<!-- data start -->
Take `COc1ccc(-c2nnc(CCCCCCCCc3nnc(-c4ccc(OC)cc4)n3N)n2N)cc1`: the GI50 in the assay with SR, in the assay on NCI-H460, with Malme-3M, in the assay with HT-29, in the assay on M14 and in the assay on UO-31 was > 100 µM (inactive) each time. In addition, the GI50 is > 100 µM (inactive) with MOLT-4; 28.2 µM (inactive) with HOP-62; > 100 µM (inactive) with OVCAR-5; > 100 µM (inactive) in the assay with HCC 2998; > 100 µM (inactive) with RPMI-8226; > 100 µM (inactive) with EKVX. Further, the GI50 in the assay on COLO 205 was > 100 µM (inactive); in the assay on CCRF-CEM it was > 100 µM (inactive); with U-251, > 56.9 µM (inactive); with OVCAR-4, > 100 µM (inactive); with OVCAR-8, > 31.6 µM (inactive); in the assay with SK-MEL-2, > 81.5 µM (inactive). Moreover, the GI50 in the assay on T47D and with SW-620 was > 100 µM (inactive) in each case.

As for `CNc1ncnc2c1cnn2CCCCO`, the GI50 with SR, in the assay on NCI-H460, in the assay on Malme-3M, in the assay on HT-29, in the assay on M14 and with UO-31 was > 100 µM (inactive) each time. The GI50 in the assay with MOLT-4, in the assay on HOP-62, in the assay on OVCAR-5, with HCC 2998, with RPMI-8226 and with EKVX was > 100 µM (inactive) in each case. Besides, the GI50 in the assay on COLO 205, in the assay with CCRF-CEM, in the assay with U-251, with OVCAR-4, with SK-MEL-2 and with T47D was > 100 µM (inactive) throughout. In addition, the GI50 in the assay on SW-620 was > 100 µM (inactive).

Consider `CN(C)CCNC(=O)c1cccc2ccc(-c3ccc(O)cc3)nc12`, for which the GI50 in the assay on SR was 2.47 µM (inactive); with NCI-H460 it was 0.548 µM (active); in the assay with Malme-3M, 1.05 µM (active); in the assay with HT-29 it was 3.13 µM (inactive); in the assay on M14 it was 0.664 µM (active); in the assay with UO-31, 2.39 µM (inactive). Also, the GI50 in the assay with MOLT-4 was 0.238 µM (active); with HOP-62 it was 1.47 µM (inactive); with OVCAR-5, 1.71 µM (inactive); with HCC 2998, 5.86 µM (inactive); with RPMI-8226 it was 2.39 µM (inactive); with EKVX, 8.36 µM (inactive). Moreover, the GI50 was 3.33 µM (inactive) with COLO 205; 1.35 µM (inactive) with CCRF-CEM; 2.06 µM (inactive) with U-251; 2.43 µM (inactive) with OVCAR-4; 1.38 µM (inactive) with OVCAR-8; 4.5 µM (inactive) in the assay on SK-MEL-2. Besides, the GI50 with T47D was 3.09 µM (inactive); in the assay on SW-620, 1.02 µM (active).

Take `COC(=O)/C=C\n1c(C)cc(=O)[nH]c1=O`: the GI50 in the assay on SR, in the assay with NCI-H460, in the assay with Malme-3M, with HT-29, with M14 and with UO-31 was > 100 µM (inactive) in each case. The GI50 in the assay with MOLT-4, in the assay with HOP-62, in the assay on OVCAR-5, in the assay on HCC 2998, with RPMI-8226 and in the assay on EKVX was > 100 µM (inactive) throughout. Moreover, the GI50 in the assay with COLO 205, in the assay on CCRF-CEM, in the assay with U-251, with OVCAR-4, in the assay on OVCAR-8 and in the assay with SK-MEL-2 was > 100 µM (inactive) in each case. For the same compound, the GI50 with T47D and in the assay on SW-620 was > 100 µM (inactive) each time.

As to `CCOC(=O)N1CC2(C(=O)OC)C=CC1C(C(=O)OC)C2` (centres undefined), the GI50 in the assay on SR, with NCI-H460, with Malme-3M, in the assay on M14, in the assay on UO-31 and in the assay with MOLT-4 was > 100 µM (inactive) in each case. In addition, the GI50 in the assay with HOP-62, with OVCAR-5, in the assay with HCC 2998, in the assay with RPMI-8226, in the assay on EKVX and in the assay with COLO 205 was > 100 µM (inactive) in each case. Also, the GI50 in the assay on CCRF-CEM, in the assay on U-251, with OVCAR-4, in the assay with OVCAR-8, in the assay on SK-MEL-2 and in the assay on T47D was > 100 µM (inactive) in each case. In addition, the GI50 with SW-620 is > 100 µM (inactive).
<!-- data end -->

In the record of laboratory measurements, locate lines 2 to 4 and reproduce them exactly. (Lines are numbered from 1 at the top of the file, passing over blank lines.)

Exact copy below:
As for `CNc1ncnc2c1cnn2CCCCO`, the GI50 with SR, in the assay on NCI-H460, in the assay on Malme-3M, in the assay on HT-29, in the assay on M14 and with UO-31 was > 100 µM (inactive) each time. The GI50 in the assay with MOLT-4, in the assay on HOP-62, in the assay on OVCAR-5, with HCC 2998, with RPMI-8226 and with EKVX was > 100 µM (inactive) in each case. Besides, the GI50 in the assay on COLO 205, in the assay with CCRF-CEM, in the assay with U-251, with OVCAR-4, with SK-MEL-2 and with T47D was > 100 µM (inactive) throughout. In addition, the GI50 in the assay on SW-620 was > 100 µM (inactive).

Consider `CN(C)CCNC(=O)c1cccc2ccc(-c3ccc(O)cc3)nc12`, for which the GI50 in the assay on SR was 2.47 µM (inactive); with NCI-H460 it was 0.548 µM (active); in the assay with Malme-3M, 1.05 µM (active); in the assay with HT-29 it was 3.13 µM (inactive); in the assay on M14 it was 0.664 µM (active); in the assay with UO-31, 2.39 µM (inactive). Also, the GI50 in the assay with MOLT-4 was 0.238 µM (active); with HOP-62 it was 1.47 µM (inactive); with OVCAR-5, 1.71 µM (inactive); with HCC 2998, 5.86 µM (inactive); with RPMI-8226 it was 2.39 µM (inactive); with EKVX, 8.36 µM (inactive). Moreover, the GI50 was 3.33 µM (inactive) with COLO 205; 1.35 µM (inactive) with CCRF-CEM; 2.06 µM (inactive) with U-251; 2.43 µM (inactive) with OVCAR-4; 1.38 µM (inactive) with OVCAR-8; 4.5 µM (inactive) in the assay on SK-MEL-2. Besides, the GI50 with T47D was 3.09 µM (inactive); in the assay on SW-620, 1.02 µM (active).

Take `COC(=O)/C=C\n1c(C)cc(=O)[nH]c1=O`: the GI50 in the assay on SR, in the assay with NCI-H460, in the assay with Malme-3M, with HT-29, with M14 and with UO-31 was > 100 µM (inactive) in each case. The GI50 in the assay with MOLT-4, in the assay with HOP-62, in the assay on OVCAR-5, in the assay on HCC 2998, with RPMI-8226 and in the assay on EKVX was > 100 µM (inactive) throughout. Moreover, the GI50 in the assay with COLO 205, in the assay on CCRF-CEM, in the assay with U-251, with OVCAR-4, in the assay on OVCAR-8 and in the assay with SK-MEL-2 was > 100 µM (inactive) in each case. For the same compound, the GI50 with T47D and in the assay on SW-620 was > 100 µM (inactive) each time.